The Grand Lodge of Hawaii is the smallest and youngest of American jurisdictions, consisting of eleven constituent lodges and about 1,500 members. It has a most colorful history, being intimately involved in the formation of modern Hawaii.
Hawaiian Freemasons labored under four different forms of government: a kingdom (during the last half of the 19th century), a republic (1894-98), a U.S. territory (1898-1959) and statehood (after 1959). Its members have included three kings (Kamehameha IV, Kamehameha V and Kalakaua) and prince consort John Dominis, the first Scottish Rite 33rd Degree Mason in Hawaii; four governors; and six chief justices of the Hawaii Supreme Court.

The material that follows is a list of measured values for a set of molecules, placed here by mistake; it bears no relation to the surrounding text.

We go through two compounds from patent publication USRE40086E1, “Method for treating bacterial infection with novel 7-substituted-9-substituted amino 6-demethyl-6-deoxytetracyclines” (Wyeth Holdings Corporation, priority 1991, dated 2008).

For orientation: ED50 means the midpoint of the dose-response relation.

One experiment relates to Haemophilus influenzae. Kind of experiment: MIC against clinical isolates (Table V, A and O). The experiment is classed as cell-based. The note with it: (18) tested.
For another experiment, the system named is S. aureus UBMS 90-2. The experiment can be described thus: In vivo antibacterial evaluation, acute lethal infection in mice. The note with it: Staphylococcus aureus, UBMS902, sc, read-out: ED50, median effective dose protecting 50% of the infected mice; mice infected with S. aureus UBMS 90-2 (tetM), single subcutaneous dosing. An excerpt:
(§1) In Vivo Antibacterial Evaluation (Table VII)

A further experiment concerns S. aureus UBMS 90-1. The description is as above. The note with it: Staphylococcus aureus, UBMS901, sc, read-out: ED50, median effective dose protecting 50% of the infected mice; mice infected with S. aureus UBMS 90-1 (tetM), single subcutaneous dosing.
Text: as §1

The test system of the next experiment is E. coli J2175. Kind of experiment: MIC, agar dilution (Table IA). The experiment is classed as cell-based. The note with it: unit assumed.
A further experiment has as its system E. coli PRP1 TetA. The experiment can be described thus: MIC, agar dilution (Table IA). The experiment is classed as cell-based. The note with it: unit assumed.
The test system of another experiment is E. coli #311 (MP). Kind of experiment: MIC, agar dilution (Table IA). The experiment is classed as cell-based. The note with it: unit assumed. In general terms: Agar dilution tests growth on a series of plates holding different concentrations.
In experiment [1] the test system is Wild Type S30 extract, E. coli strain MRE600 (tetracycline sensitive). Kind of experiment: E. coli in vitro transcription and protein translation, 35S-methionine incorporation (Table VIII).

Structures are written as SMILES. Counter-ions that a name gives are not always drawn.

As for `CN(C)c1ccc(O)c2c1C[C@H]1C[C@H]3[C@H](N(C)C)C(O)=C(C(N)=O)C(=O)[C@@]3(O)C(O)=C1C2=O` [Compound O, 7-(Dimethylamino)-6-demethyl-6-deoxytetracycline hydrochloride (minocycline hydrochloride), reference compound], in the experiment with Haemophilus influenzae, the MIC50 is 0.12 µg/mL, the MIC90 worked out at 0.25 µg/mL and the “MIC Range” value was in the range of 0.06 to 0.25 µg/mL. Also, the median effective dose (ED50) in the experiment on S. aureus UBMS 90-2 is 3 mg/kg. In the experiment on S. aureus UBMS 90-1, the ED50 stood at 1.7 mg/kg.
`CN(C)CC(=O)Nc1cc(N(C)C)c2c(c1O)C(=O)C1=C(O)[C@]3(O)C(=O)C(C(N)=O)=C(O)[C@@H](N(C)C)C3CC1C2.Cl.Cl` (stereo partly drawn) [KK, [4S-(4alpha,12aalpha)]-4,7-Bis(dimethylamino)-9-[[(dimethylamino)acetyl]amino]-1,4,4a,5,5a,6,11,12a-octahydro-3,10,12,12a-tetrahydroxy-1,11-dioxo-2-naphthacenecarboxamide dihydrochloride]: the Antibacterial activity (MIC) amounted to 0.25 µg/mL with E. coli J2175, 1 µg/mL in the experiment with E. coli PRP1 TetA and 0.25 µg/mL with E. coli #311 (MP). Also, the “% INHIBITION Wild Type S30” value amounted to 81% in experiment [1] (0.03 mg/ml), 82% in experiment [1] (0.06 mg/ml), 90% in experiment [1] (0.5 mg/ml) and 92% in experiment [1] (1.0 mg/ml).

The cornerstones of many public buildings in Honolulu were laid with Masonic ceremonies, among them Iolani Palace, the only authentic royal palace in the United States, which was built by King Kalakaua in 1882. During the late 1800s two Hawaii lodges belonged to grand bodies in France and Scotland. In 1852 Hawaiian Lodge was chartered by the Grand Lodge of California and all Hawaii lodges became part of that grand lodge from 1902 until 1989, when the Grand Lodge of Hawaii was established.